The aim of our education to-day is to effect an all-round development of an individual’s personality and to make him a responsible and able citizen. In order to achieve this aim, it is necessary to introduce revolutionary changes in the present education system.
The education has to be made completely practical and utilitarian. This ideology had given birth to basic education which was introduced throughout the country. Hence, efforts were made to effect changes in the courses of training schools and basic training schools.
Besides, efforts have also been made to introduce changes in the courses of B .Ed, and M.Ed., examinations, etc., with the view to ‘bring in co-ordination between life and education.
(2) Disparity between the Basic and Previous Curriculum:
There being two types of schools—the basic schools and the non-basic one—two kinds of training institutions in the country are imparting training in different courses. In the courses of basic training school, special emphasis is laid on practical work and social life and it has a rural bias, while in non-basic training schools emphasis is laid on principles relating to knowledge. It also lays emphasis on various teaching methods and has an urban bias.
According to the recommendations and suggestions of various Committees and Commissions it will be desirable to prepare a new curriculum incorporating the special features of both the systems which, under the prevailing conditions, may prove more useful.
Accordingly, in the university education and in the curriculum of B.Ed., and L.T., etc. emphasis will have to be reduced on theory while more importance will have to be attached to the practical training. The course will also have to be increased. The Viswa-Bharati, the Rajasthan universities and some others are trying to pattern their curriculum to a large extent on this basis.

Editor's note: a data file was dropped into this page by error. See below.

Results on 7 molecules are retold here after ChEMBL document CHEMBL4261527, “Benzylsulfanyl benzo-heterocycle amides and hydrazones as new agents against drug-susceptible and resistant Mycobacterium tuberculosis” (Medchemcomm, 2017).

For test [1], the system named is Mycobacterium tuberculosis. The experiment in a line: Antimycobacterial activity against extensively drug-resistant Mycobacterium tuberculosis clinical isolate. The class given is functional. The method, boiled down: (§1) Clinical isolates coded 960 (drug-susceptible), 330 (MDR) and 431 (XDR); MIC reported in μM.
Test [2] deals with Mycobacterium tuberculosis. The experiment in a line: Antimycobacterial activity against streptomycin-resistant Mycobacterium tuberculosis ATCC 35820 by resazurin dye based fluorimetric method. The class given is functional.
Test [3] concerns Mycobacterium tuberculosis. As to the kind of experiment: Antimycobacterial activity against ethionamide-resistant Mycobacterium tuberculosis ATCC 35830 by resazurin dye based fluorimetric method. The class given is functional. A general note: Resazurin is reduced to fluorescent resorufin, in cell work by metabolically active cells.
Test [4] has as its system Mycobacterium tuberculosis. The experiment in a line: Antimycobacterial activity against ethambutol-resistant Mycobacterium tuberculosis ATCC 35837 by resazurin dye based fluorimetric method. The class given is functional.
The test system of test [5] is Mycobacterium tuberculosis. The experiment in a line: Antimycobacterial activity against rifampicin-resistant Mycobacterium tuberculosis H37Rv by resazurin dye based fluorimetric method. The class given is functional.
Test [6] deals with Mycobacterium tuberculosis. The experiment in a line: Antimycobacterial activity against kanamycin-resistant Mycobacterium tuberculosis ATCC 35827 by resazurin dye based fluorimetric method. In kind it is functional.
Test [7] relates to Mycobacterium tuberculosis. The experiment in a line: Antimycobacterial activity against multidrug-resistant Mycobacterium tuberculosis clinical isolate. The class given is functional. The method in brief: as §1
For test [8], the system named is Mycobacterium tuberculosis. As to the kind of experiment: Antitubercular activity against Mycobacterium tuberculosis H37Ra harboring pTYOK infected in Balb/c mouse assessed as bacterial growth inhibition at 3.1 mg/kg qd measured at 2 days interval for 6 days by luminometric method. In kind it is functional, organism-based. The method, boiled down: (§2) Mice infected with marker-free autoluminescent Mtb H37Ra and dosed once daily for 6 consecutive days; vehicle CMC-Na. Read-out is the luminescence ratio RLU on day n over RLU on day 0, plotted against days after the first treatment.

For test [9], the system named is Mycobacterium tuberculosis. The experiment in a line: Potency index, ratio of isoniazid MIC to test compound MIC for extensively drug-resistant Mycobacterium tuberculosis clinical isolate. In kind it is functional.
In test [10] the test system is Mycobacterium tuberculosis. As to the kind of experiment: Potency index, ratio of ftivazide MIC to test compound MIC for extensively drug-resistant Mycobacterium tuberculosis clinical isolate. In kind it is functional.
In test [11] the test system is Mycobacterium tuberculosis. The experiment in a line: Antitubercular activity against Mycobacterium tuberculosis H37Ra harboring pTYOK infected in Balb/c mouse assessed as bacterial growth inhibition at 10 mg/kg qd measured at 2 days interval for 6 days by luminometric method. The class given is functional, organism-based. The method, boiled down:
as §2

(3) Narrowness of Training Courses:
The courses of B.Ed, and L.T. were prescribed at a time when basic education had not come to existence. Importance at that time was mainly attached to theory of the knowledge of principles. It is because of this reason that the curricula of these examinations needs to be amended and widened.
Moreover, success will not be achieved if, besides the amendment of curricula, the period of training is not increased in proportion to increase in the courses. Although the B.Ed, course has been enlarged and made comparatively more practical yet the period of training has not been increased. Under these circumstances the problem will not be solved by only enlarging the course.
The Secondary Education Commission had this factor in view and recommended the extension of the period of B.Ed course to two years. But this had not so far become possible due to education expansion policy of the government.
Under the present circumstances some success may be achieved by implementing the three years’ degree course. A three years’ B.A. (Education) course may be provided.
For training practical teaching experience, the schools in rural areas should be selected or the students be kept under the supervision of trained teachers of rural schools for sometime, where, besides gaining teaching experience, the students may also gain a practical knowledge of preparing the progress- report and the use of audiovisual equipments for children.
They will also get an opportunity there to participate in co- curricular activities and get acquainted with the conditions of rural society. In this way the trainingcourses may be enlarged and made more utilitarian.
It is worth mentioning here that the above problems do not relate to higher secondary schobls1 only. The junior high- schools and primary school teachers, too, do not get enough training, because the courses at normal schools last only for about a year or so.